Implications of a high-gain, sensor-target extend to a very favorable high level of signal current. Compared to a vidicon tube operating with hundreds of nanoamperes, the DELST offers signal current in principal up to hundreds of microamperes and with more gain to milliamperes. The result is that the preamplifiers attached to stripe electrodes become much less sophisticated and far less expensive. Furthermore, it permits reduction in stripe numbers through the use of wider stripes and/or multiplexing. Finally, since there are secondary electron redistribution effects, it makes the use of simultaneous multiple fan beam exposures easily possible for diagnostic radiology, permits more scan lines per stripe as well as wider stripes. Using multiple fans results in reduction of the total time required to expose the full surface of the object and sensor-target and minimization of imaging X-ray scatter. The number of fan beams is thus determined by the spacing required between fans to ensure that scatter from one fan does not fall on the sensor-target exposed by an adjacent fan; and also by the length of the sensor-target being scanned. Thus, for a length L for the sensor-target and a spacing S, the number of fans become L/S. The DELST stripes between fan beams are turned off during exposure to avoid their recording X-ray scatter.
A specific example illustrates the perfomance possible from a DELST designed for diagnostic raidology. Assume a worst case with the following conditions where the distributed capacity is taken equal to a stripe capactity:
______________________________________Sensor-Target Layer 1006______________________________________Q.E.s = Quantum Efficiency = 100%G1 = Gain (Photoconductive) = 750E = Exposure 1 mR with Average Photon Energy Equal 60 keV = 3 × 105 photons/mm2G2 = Gain in layer 1000 of FIG. 10 CCsI) = 103______________________________________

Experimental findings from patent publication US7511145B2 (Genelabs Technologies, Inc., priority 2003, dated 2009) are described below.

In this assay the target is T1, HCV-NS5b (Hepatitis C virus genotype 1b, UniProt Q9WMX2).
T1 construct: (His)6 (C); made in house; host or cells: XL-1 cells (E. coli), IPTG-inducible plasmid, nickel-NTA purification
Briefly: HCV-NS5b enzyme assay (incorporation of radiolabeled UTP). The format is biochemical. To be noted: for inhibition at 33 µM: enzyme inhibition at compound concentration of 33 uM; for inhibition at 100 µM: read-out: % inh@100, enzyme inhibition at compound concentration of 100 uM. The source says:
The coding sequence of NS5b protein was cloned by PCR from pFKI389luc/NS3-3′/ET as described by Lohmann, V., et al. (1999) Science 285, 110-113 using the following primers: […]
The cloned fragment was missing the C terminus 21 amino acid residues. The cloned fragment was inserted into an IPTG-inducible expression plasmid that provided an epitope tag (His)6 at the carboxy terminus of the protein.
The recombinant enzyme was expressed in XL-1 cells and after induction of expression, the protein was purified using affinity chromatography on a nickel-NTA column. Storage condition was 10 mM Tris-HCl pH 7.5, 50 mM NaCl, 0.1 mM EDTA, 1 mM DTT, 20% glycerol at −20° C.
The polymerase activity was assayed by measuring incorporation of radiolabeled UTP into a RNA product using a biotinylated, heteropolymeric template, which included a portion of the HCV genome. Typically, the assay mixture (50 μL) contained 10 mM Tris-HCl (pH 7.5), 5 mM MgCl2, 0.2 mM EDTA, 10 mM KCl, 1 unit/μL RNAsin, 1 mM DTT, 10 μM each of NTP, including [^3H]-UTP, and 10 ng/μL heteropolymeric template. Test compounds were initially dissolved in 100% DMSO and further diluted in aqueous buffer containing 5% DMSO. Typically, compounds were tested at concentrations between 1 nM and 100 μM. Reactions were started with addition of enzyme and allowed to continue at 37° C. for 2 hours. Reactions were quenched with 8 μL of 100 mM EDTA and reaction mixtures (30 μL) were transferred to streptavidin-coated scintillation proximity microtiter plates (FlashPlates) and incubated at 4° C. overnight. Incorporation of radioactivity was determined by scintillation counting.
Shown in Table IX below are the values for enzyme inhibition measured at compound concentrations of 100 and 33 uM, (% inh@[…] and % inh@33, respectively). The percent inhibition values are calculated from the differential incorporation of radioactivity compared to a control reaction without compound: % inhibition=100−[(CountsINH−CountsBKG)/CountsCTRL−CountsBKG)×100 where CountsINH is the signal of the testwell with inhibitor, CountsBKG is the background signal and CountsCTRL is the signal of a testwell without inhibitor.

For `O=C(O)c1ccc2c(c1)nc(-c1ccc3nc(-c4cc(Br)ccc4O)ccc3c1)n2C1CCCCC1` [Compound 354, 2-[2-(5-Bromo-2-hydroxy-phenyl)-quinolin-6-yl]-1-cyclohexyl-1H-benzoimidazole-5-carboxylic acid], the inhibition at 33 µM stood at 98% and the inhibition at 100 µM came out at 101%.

______________________________________Photoconductive Layer 608 in FIG. 6______________________________________Q.E.p = Quantum Efficiency = 100%G3 = Gain - UnityPL = Laser Scanner Beam Power - 10 mWτ = Dwell Time/Pixel - 107 sec.NpE = Photoelectrons/pixel within a dwell time = 3 × 109 (see Equation 13)______________________________________
______________________________________DELST______________________________________A = Surface Area = 400 × 400 mm2 = 16" × 16"a = Stripe Area = 4 × 400 mm2Cs = Stripe Capacity = 3000 picofaradsl = Thickness between Electrodes = micronsρ = Average Resistivity between = 1011 ohm-cm ElectrodesVB = Bias Voltage = 35 VoltsPr = Pixel Resolution = 0.1 × 0.1 mmNRL = Number of Raster Lines = 2000 TVLLD = Raster Line Desity = 5 lines/mmLS = No. of Raster Lines per Stripe = 20 lines Width______________________________________
With the above conditions, DELST performance can be predicted as follows:
1. Video Signal (Sv)
______________________________________Iv = E × QEs × G1 × G2 × Pr /τ= 3 × 105 × 1750 × 1000 × (0.1 × 0.1)/10-7= 3 × 7.5 × 105+2+3-2+7= 2.25 × 1016 electrons/sec= 2.25 × 1016 × 1.6 × 10-19 = 3.6______________________________________ ma
This current is unusually high and indicates the extent to which gain selection is flexible.
2. Noise in Signal (RMS) ##EQU8##
3. The Preamplifier Noise IN associated with distributed capacity can be calculated from Equation 1 and found to be
IN.sbsb.d.cap. =158.4 na
This noise is much less than the X-ray noise and thus permits use of even larger DELST capacity, which offers the opportunity to use wider and fewer stripes. The ratio of In.sbsb.S /IN.sbsb.d.cap. ≈400, and suggests for the selected operating conditions that the stripes might well be eliminated. Alternatively, the photoconductive gain could be sharply reduced.
4. Power dissipated from bias Pt ##EQU9##
5. DELST Exposure and Read-Out Time Conditions
______________________________________a. Use a single translating fan beam with thickness equal to a strip width.b. Electrode stripes = 100c. Stripe width = 4 mmd. Raster Lines per stripe width = 20e. Number of raster lines = 2000f. Raster area = 400 × 400 mm2g. Pixels per line (digital) = 400h. Dwell time/pixel - 10-7 sec.i. Readout time/line - 4 × 10-5 sec.j. Exposure time/stripe = 3 msec.A. TIME Tstripe to "Expose and Readout" a stripe Tstripe = 3 × 10-3 + 20 × 4 × 10-5 = 3 × 10-3 + 8 × 10-4 = 3.8 msecB. TIME Traster to "Expose and Readout" entire area of 400 × 400 mm2 Traster = 100 × Tstripe = 0.38______________________________________ secs. *Note that flyback time is not included in this calculation.